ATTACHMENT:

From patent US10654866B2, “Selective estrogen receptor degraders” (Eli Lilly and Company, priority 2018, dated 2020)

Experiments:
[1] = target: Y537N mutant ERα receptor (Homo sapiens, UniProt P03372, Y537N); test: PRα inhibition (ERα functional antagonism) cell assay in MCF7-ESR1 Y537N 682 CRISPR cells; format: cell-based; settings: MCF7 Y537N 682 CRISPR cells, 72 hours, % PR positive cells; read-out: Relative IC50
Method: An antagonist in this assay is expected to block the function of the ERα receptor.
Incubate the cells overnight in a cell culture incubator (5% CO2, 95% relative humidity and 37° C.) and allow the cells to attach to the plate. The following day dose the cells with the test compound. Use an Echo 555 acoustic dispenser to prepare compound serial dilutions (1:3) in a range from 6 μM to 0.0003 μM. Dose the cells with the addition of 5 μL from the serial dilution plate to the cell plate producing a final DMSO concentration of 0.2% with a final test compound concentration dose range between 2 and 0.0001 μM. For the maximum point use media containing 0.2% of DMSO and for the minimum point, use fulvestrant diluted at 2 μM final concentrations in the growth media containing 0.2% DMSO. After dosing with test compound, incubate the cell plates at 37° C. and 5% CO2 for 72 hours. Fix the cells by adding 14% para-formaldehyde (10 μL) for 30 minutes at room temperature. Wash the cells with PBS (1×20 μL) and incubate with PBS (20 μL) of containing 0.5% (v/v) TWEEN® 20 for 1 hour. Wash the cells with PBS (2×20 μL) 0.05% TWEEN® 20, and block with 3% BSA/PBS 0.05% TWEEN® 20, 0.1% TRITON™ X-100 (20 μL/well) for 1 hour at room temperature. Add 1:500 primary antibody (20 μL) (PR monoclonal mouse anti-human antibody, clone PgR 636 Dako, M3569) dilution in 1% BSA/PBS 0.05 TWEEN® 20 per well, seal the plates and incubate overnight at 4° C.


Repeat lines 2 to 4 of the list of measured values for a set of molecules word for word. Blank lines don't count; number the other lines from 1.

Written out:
Experiments:
[1] = target: Y537N mutant ERα receptor (Homo sapiens, UniProt P03372, Y537N); test: PRα inhibition (ERα functional antagonism) cell assay in MCF7-ESR1 Y537N 682 CRISPR cells; format: cell-based; settings: MCF7 Y537N 682 CRISPR cells, 72 hours, % PR positive cells; read-out: Relative IC50
Method: An antagonist in this assay is expected to block the function of the ERα receptor.